Ahh so the political situation changes and suddenly academic standards go out the window! Well that is useful. Shit statistics are shit statistics until politics changes. I wonder if Yes Prime Minister or The Hollomen did a spoof on something like that.

    “So I need to listen to what these students are saying. Maybe some hold centrist or centre-right views on Israel that are not mine. Maybe some lead a sheltered lifestyle outside university. But so what? They are not being asked here about their views on the settlers in the West Bank or whether Jews should date non-Jews. They are commenting on what they see as manifestations of anti-Semitism often related to the Middle East debate. And we need to respect their opinions.”

    So because politics has changed suddenly we listen to right wingers when we didn’t do so before? What sort of unscientific, unscolarly claptrap is this?

    “I have spoken at length to one socially progressive Jewish academic who works full-time at La Trobe. He is not a Canadian like LS’s friend or a Monash academic like LS. He knows the Bundoora campus intimately, and his description of anti-Jewish prejudice is if anything more concerning than what is expressed in this study.”

    Who is this academic and what has he actually said???? Seeing as you seem happy to out me on this list (despite my not holding any academic status or claiming such status). If you have concrete evidence of Anti-Semitism lets here it but second hand non-specific concerns seem even more tenuious then the survey.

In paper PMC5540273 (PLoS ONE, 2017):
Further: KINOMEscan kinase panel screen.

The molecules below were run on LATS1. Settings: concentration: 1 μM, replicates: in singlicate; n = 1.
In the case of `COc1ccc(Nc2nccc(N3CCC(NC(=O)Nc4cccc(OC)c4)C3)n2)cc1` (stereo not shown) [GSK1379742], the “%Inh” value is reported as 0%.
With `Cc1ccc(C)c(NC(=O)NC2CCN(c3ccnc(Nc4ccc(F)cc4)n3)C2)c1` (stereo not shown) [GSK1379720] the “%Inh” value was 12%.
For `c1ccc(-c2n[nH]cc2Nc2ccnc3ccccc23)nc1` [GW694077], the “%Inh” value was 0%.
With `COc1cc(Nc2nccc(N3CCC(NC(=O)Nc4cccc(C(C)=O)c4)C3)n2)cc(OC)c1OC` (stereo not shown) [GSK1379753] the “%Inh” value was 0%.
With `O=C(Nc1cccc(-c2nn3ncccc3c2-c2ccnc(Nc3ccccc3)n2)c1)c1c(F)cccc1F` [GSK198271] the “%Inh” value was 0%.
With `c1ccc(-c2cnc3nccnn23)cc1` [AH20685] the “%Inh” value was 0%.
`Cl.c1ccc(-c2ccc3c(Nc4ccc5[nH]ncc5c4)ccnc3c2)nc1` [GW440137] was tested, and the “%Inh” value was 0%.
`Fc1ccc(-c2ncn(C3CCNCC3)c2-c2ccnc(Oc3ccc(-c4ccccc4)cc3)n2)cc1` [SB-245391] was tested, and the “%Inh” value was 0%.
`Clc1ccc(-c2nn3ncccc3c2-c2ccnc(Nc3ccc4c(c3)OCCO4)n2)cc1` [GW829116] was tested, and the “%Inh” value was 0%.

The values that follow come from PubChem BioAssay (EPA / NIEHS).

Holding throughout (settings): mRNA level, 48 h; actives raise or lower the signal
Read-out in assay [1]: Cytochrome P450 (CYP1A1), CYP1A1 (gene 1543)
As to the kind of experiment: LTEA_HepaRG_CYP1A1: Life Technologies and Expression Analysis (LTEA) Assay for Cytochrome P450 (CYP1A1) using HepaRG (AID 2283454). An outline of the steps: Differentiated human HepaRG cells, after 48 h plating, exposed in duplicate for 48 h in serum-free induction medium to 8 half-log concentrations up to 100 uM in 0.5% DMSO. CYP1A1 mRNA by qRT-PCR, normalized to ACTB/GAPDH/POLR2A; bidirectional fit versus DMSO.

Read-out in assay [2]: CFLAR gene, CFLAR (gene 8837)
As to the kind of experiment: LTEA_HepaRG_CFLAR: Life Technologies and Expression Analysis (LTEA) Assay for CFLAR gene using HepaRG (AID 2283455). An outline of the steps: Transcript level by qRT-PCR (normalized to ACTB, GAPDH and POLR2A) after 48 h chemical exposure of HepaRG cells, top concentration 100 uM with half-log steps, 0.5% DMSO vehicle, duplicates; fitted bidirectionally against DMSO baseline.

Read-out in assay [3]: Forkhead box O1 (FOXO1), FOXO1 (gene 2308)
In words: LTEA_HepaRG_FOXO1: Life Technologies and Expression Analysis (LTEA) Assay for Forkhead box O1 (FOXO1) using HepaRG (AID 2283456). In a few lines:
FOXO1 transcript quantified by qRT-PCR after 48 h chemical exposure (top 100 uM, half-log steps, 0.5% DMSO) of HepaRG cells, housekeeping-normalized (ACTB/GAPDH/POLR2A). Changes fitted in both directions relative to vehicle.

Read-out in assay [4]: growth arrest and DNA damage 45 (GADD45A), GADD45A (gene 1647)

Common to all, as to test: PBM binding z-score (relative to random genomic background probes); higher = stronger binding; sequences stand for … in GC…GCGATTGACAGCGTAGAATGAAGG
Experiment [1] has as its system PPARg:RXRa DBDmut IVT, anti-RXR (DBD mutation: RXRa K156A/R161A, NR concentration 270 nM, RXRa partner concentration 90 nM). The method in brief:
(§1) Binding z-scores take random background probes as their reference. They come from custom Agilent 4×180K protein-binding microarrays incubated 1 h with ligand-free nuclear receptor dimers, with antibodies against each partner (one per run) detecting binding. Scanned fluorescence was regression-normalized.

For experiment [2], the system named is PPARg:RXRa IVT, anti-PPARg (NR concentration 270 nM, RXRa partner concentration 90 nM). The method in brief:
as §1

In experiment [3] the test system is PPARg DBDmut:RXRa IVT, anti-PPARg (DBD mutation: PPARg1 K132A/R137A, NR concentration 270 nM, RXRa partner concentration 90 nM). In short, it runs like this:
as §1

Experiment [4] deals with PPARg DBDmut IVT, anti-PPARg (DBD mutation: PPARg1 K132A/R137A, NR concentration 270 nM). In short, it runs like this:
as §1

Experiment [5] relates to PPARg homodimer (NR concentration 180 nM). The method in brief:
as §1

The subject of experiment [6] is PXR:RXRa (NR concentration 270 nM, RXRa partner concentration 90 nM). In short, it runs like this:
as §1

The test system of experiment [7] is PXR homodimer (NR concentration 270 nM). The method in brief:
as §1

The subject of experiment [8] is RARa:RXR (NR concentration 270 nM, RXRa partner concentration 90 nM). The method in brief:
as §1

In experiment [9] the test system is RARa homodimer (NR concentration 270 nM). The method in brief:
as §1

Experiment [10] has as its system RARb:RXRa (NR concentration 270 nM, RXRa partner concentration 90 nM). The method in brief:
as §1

“I would also add that there are many Jewish students who would call themselves Zionists, but are hardly unqualified supporters of Netanyahu or Likud. Many are easily able to distinguish between criticisms of the West Bank Occupation, and arguments for Israel’s destruction which too easily collapse into attacks on all Israelis and all Jewish supporters of Israel.”

    Who would these people support… Kadima and their murder of 1500 Palestinians in operation cast lead? What sort of distinctions are you making here.

    “If LS or James Crafti or any other left-wing Jews feel that they can do a better job than this study and can obtain different results from a mass of unrepresented left-wing Jewish students, then please go ahead. But until you do so, you may want to refrain from throwing unconstructive pot shots at those who have taken the time to start the consultative process.”

    I am curious how much money was actually invested into this survey. Was there a grant of some kind? With very little resources I could put together modest research way more credible (in terms of questions and sample size) then this sort of embarrasing stuff which is making its way overseas. I am not going to volunteer my time to a cause which has no actual proof to back it up. I have real issues that need my and others attention… Like thousands of dead Palestinians… Actually there was a very detailed report on that, it was by this guy called Goldstone. He is a very well respected, Jewish judge from South Africa who is openly Zionist. Yet Israel and many on this list would choose to ignore that well put together document but accept this pissy survey….